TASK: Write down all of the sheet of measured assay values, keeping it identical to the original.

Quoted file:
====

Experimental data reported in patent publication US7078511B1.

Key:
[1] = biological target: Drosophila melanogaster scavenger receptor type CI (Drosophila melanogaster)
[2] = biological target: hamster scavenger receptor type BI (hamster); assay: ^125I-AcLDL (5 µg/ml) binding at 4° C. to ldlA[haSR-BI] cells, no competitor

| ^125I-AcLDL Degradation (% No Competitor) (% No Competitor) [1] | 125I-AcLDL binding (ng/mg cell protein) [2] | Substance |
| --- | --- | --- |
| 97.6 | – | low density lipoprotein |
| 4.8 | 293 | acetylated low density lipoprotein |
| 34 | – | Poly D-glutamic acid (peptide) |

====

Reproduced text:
Experimental data reported in patent publication US7078511B1.

Key:
[1] = biological target: Drosophila melanogaster scavenger receptor type CI (Drosophila melanogaster)
[2] = biological target: hamster scavenger receptor type BI (hamster); assay: ^125I-AcLDL (5 µg/ml) binding at 4° C. to ldlA[haSR-BI] cells, no competitor

| ^125I-AcLDL Degradation (% No Competitor) (% No Competitor) [1] | 125I-AcLDL binding (ng/mg cell protein) [2] | Substance |
| --- | --- | --- |
| 97.6 | – | low density lipoprotein |
| 4.8 | 293 | acetylated low density lipoprotein |
| 34 | – | Poly D-glutamic acid (peptide) |